An MEP has written to key players in the independence referendum urging them to make a joint approach to the EU in order to clarify the situation should Scotland vote Yes in the 2014 independence referendum.
SNP MEP Alyn Smith (pictured) has urged Prime Minister David Cameron, Scottish Secretary Michael Moore and Deputy First Minister Nicola Sturgeon to seek clarity from the EC.
Anti-independence parties have been urged to agree a “joint position” with the Scottish government on what will happen after the independence referendum, following a key recommendation by the Electoral Commission.
After ten weeks of interviews, testing and analysis, the EC commissioners have today released their report which makes three key recommendations.
Media reports suggesting Ireland’s European Minister has said that an independent Scotland would be forced out of the European Union and have to apply for membership have been denied by the Minister herself.
Lucinda Creighton has said that remarks she made on Friday in response to questions from BBC Scotland reporter Raymond Buchanan had been “misconstrued”.
Alistair Darling’s Better Together campaign is “in tatters” and has been “impaled by its own arguments” the SNP has claimed after UK Prime Minister David Cameron bowed to pressure from within his own party and promised a referendum on the UK’s EU membership.
In a speech yesterday the Prime Minister pledged that the Conservatives, if returned to government at the next UK general election, will offer the electorate the opportunity to take the UK out of Europe in a straight Yes/No referendum.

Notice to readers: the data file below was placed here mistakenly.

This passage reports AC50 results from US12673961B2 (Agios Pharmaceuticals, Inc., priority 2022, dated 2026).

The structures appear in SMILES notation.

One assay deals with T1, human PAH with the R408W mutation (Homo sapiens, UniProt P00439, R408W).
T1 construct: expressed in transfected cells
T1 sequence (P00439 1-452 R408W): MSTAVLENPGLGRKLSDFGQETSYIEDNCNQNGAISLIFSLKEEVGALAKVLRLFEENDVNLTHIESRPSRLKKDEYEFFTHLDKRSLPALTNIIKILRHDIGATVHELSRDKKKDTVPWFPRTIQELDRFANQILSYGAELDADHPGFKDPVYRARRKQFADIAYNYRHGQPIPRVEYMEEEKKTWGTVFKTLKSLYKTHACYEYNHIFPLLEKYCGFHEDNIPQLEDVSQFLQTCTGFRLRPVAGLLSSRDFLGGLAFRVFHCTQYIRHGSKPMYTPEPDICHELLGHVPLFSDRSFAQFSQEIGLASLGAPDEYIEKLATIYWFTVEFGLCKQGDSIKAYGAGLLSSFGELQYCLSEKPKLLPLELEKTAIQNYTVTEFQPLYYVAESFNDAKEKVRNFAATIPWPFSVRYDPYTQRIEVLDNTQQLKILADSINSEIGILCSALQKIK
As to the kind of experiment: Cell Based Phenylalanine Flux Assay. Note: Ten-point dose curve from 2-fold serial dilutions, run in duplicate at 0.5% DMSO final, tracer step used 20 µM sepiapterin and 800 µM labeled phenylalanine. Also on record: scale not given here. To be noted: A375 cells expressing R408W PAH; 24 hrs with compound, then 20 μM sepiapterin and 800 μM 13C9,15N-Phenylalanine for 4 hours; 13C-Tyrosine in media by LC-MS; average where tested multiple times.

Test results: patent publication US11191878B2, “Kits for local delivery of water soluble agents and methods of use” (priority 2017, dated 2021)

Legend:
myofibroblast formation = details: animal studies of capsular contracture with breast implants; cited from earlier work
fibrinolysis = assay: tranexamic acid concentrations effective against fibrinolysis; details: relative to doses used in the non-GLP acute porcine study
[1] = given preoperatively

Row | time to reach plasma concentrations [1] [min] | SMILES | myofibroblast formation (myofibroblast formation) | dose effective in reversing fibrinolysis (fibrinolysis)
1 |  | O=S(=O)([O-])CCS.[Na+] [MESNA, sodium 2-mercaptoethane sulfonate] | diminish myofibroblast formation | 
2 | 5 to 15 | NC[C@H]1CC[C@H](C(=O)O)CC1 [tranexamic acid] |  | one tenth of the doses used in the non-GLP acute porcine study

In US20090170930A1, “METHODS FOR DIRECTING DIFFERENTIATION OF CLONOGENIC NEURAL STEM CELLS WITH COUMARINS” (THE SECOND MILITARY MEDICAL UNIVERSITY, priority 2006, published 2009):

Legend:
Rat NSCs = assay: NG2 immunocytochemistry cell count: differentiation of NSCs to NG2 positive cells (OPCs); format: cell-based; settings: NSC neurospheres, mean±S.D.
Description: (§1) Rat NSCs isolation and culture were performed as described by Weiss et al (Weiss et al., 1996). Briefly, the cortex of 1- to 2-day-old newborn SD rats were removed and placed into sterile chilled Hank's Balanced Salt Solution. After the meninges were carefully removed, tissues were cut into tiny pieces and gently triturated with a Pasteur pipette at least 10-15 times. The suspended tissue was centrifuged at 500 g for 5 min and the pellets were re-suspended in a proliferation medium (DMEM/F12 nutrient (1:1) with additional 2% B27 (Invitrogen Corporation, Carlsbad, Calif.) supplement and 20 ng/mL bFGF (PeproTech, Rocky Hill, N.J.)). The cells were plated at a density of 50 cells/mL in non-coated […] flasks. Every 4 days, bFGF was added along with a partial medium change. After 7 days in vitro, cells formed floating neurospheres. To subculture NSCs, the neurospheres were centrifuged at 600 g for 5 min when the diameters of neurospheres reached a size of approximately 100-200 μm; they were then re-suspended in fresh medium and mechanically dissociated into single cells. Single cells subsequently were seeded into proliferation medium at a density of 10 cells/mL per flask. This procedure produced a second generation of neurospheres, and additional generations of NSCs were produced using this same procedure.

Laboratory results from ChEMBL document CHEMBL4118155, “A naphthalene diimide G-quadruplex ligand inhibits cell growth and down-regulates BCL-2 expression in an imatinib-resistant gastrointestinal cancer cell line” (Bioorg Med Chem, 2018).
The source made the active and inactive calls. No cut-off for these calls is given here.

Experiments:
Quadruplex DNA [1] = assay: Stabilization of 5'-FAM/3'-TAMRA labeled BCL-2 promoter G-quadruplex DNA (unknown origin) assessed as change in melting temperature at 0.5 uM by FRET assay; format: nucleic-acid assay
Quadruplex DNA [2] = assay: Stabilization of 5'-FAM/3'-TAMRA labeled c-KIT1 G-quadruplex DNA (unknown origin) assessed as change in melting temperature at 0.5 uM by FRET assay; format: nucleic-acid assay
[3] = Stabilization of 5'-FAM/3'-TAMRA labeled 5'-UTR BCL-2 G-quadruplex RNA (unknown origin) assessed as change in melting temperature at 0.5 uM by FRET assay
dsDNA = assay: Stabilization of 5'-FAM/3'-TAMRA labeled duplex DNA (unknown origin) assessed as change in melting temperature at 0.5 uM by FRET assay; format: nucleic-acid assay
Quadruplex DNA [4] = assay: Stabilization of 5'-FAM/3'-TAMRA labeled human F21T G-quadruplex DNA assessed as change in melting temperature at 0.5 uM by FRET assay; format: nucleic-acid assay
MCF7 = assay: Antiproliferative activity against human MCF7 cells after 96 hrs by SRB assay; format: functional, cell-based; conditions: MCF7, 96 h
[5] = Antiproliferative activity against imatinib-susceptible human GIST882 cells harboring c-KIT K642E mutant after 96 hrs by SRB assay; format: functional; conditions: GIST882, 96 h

In the speech that the Prime Minister was due to deliver on Friday – and let me record my support for David Cameron's decision to postpone it because of the pressing urgency of the Algerian crisis – he was reportedly going to say that the UK risked "drifting towards the exit" of the European Union.
A leading American professor of international law has said that Scotland and the remainder of the UK (rUK) will be treated as "co-equal successor states" in the event of independence.
Speaking on BBC Radio Scotland, Professor David Scheffer suggested that both would be treated equally by the European Union in the event of a Yes vote in the independence referendum and that a "pathway" would be constructed to ensure continued membership of both with minimal upheaval.